- Fuel prices
- Fuel taxes (above those paid at the pump)
- Mileage charges on rental and/or leased units
- Tire consumption (not repairs)
- Adding vehicle fluids such as engine oil, coolant, hydraulic oil, etc.
- Other miscellaneous operating costs
Here is another example of how to calculate operating costs per mile. Our proposed purchase is a diesel-powered unit that gets 10 miles per gallon. Fuel cost with tax totals $3.75 per gallon. This calculates to $0.375 per mile. Then, consider tire costs. If we estimate a tire has 37,500 miles of road life, and a straight van truck has 10 total tires at a cost of $275 each, the tire cost would total $2,750. That total cost, divided by 75,000 miles, totals $0.04 per mile. Adding the fuel and tire costs totals $0.41 per mile. See Fig. 1 for another comparison.
Fig. 1: Dollar savings per year comparison
Maintenance costs. As part of operating cost calculations, maintenance costs should be considered. Maintenance costs include all scheduled and unscheduled services and repairs, such as:
- The actual cost of inside labor (includes fringes, lost time, and overhead)
- The actual price of inside parts (consists of a fee to carry, spoilage, etc.)
- Outside labor (vendors)
- Outside parts (suppliers)
- Changing oil and coolant
- Road calls (accidents, fuel, mechanical breakdowns, tire issues, etc.)
- Hidden costs of failures
Maintenance costs generally start high, but most are covered by warranty. This is the shakedown period when latent defects may surface. After a year or so the costs stabilize to a lower level. As the unit ages, the maintenance costs start to increase as larger components reach their end of life. We may try to replace the unit before the inflection point when the costs escalate rapidly.
Maintenance costs for a unit of this type might average $0.10 per mile over the eight years. If you have repair data from your own operation, you can better estimate expenses from actual data. Note that in the U.S., parts costs have gone up faster than overall inflation. Labor rates have been stable, but indications are that they are also going to increase (due to localized skills shortages and full employment). These considerations may also increase maintenance costs each year.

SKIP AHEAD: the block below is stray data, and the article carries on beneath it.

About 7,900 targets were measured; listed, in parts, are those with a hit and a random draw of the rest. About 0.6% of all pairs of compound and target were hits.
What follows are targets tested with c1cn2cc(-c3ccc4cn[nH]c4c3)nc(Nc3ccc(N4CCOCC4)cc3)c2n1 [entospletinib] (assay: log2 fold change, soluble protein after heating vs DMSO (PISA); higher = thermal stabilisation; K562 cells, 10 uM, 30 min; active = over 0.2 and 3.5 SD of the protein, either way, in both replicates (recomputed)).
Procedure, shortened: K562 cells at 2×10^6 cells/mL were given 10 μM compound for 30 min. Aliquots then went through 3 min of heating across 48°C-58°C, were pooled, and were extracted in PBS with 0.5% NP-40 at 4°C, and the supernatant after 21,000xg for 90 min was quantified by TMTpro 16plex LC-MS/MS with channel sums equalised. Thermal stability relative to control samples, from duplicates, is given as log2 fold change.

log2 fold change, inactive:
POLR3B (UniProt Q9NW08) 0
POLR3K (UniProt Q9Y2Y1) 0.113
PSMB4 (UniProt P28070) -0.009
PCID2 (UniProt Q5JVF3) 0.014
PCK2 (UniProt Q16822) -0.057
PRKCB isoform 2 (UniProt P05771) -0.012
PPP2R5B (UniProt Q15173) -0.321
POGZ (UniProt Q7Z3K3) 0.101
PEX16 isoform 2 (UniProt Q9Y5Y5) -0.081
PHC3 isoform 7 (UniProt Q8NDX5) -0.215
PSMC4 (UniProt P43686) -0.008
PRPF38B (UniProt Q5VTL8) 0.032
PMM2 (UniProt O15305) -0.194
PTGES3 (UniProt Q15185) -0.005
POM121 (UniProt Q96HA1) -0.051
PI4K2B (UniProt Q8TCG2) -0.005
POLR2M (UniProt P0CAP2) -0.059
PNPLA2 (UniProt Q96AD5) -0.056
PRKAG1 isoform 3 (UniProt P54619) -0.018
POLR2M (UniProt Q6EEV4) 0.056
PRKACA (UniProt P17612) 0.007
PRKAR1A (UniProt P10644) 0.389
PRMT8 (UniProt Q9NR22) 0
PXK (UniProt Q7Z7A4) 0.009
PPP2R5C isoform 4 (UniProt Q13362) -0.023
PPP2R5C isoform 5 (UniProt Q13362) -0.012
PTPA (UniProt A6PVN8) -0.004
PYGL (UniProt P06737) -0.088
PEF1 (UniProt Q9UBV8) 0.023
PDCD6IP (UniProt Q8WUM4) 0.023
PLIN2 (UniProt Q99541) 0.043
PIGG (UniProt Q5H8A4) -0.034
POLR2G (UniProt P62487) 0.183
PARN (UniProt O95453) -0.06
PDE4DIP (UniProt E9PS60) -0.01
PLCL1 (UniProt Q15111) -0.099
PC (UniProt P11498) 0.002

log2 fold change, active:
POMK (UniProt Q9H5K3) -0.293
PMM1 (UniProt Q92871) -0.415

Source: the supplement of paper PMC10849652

Downtime costs. Downtime costs are highly dependent on the consequences of a breakdown or of not having a unit when you need it. Even if we are comparing the same basic truck body in two services, this might require very different downtime rates.
For example, compare downtime costs consequences (or cost) for the same basic chassis that may be upfitted for numerous applications such as an ambulance, a light duty delivery van, an armored vehicle carrying jewelry to a convention, or an airport passenger van.
You also want to assess how much risk of vehicle downtime you can tolerate. The more risk tolerance, the lower the downtime cost and the longer a fleet might be willing to keep the vehicle. Below are some considerations when calculating downtime costs:
- Idle operating times (including driver’s salary)
- Replacement unit rental costs
- Load replacement cost for damaged or destroyed freight (time-sensitive loads like vegetables)
- Late penalties
- Increase in cargo insurance premium, in case of an accident
- Loss of early/on-time incentives
- Intangible costs of customer dissatisfaction, hidden fees, other charges
- Revenue loss
- Cost of tied-up capital
These costs can be used to calculate downtime cost per hour, cost per trip, and cost per field repair incident.
Low downtime estimates are $100/hour; high downtime estimates might be $1,000/hour. Note that road calls can easily exceed $1,000. More significant problems include damage and delays to the freight, perishable loads, or contractual liquidated damages.
Downtime is only chargeable for the hours that the unit is in demand. Many organizations that operate during one shift can reduce downtime by using second or third shifts for preventive maintenance (PM) and small to moderate-sized repairs. Where this is possible, many of the costs associated with scheduled – and some of the costs of breakdown downtime – are eliminated.
Putting it all together
Before everyone starts disagreeing, realize that changing the assumptions changes the result. Consider using the calculations here to set up in a spreadsheet and check the sensitivity for changes in all the variables. See Fig. 2 for an example.
You’ll find some numbers move the needle quite a bit and others not so much. Focus your analysis on setting up the parameters, and you’ll have a handy tool.
Fig. 2: Comparison of total cost per mile for vehicles in different stages of their lifecycles.
By Joel Levitt
The audit is a key tool to know the overall status and provide the analysis, the assessment, the advice, the suggestions and the actions to take in order to cut costs and increase the efficiency and efficacy of the fleet. We propose the following fleet management audit.